He graduated from Barringer High School in Newark in 1949 and received his bachelor"s degree in political science from Seton Hall University in 1954. Adubato attended Rutgers Law School, but did not complete his degree. While teaching, he obtained a master’s degree in education from Seton Hall University in 1960 and completed the coursework for a doctorate in education.
He has 4 siblings. They have three children, Steve Junior., Theresa and Michele. He began his career in education as a history and government teacher in the Newark public school system, where he taught for 15 years. Adubato was awarded an honorary doctorate from Kean University on May 11, 2010.
In 1962, Adubato ran for office as a Democratic District Leader in Newark"s North Ward, to which he was elected.
In 1968 he was elected as North Ward Democratic party chairman. Adubato served on the executive board of the Newark Teachers" Union and worked as their legislative representative and he was a consultant to the New Jersey chancellor of higher education.
In 1970, he founded The North Ward Educational and Cultural Center in a small office on the second floor of a storefront on Bloomfield Avenue in Newark. The name was later changed to The North Ward Center.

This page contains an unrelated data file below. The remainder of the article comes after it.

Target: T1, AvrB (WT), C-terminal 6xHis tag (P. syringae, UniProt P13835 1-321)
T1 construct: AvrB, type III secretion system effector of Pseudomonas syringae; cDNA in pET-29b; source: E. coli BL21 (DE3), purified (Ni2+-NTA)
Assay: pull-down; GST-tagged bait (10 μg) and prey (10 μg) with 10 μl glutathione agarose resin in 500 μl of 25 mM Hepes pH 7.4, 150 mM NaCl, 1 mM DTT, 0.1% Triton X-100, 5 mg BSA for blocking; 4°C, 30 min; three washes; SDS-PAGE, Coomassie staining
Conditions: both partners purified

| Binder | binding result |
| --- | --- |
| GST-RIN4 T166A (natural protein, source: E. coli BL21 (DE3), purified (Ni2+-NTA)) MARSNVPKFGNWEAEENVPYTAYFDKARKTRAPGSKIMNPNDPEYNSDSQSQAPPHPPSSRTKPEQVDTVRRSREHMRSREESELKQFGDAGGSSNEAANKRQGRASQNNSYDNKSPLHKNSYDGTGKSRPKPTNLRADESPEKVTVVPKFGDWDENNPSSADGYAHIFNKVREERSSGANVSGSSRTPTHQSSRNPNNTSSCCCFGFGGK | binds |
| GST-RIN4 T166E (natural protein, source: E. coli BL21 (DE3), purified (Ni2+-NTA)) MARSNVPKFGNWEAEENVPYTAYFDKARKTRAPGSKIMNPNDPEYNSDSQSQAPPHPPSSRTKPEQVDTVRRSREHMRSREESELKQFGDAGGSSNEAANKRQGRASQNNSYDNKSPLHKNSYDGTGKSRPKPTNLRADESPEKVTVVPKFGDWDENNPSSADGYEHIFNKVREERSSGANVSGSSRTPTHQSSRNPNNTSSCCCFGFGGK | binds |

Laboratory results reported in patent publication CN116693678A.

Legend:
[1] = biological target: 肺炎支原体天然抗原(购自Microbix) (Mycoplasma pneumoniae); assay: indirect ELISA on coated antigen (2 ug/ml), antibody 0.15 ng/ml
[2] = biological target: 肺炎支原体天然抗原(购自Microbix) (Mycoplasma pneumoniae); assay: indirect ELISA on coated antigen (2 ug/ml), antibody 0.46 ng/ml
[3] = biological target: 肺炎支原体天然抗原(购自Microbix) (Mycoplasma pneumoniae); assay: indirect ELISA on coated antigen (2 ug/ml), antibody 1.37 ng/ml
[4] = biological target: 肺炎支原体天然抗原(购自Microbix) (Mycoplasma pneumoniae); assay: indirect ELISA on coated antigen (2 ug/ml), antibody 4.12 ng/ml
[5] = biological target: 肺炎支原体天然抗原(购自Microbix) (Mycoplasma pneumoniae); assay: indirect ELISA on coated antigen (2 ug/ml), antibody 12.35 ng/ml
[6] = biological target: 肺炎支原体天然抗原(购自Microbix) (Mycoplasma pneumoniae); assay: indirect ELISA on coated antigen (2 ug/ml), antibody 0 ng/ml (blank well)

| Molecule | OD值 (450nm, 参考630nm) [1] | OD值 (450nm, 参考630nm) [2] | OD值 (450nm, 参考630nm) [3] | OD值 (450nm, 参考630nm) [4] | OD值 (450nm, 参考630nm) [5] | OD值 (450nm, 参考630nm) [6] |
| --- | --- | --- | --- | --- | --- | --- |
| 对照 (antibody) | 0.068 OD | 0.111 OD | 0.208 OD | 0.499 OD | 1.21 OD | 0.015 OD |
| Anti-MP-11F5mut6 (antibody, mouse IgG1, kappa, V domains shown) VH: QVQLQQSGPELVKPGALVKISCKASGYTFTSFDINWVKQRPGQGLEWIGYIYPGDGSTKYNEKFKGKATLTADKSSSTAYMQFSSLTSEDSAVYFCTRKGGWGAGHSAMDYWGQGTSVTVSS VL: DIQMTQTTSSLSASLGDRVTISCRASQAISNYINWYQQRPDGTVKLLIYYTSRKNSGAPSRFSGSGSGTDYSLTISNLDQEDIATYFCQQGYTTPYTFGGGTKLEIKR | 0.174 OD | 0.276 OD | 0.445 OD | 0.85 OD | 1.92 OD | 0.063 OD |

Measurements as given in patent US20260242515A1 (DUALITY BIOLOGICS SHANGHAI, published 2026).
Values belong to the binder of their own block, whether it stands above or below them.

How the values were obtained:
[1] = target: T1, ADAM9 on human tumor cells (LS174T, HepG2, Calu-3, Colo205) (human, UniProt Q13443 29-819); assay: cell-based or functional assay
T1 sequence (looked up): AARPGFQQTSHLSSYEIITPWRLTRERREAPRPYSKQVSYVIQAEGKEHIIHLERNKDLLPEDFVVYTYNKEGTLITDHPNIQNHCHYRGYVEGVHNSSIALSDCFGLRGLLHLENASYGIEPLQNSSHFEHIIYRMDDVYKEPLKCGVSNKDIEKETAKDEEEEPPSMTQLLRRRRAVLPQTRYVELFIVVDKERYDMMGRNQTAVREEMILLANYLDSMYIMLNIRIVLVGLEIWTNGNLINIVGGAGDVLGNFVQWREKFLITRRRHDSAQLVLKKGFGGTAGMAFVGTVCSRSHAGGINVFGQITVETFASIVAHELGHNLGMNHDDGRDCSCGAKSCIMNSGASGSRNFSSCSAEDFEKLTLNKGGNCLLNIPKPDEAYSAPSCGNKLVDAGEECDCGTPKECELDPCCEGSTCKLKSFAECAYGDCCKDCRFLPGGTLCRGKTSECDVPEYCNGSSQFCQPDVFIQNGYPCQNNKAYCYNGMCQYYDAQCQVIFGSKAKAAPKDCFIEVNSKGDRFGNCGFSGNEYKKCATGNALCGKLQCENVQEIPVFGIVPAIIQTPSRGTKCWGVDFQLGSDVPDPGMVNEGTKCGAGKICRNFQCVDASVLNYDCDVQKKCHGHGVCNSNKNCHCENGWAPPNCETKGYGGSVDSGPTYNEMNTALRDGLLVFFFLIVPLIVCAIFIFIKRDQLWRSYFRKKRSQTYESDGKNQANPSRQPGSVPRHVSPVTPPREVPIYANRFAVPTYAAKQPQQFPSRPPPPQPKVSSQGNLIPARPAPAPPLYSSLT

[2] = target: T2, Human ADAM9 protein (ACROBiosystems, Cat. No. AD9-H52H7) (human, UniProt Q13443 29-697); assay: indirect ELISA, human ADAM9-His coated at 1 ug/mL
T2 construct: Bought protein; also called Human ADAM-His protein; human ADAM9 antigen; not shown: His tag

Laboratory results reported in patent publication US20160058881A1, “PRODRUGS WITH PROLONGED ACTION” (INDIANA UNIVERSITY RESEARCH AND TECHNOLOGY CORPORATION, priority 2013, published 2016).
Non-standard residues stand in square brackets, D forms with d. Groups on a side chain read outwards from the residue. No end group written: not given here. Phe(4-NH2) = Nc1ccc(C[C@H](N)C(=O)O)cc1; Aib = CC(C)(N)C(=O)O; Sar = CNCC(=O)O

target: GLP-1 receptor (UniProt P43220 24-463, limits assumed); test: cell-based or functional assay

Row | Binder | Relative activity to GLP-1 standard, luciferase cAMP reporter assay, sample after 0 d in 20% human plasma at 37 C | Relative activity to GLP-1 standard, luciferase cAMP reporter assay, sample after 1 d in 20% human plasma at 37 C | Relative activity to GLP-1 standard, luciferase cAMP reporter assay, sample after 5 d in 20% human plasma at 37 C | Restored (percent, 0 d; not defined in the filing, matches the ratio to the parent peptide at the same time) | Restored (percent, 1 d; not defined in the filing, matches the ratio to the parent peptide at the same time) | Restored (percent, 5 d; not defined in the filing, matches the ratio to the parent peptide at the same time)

In 1973, The North Ward Center purchased the Clark Mansion, which previously housed the Prospect Country and Day School, a financially troubled private school that could not restore nor maintain the historical integrity of the facility.
In 1997, The North Ward Center founded the Robert Treat Academy Charter School, one of the first charter schools authorized by the New Jersey Department of Education. The school has 450 students in grades K-8. In 2008, Robert Treat was named a Blue Ribbon school by the United States Department of Education.
In August 2009, Robert Treat opened a second campus in the former Saint Mary"s school on the campus of the Newark Abbey.
In August 2009, Adubato stepped down as executive director He was succeeded by Adrianne Davis, who retired from her post as Clerk of Essex County, New Jersey.
He remains active in the organization as its chief fundraiser. Historian Terry Golway has referred to Adubato as "the legendary boss of Newark’s North Ward.".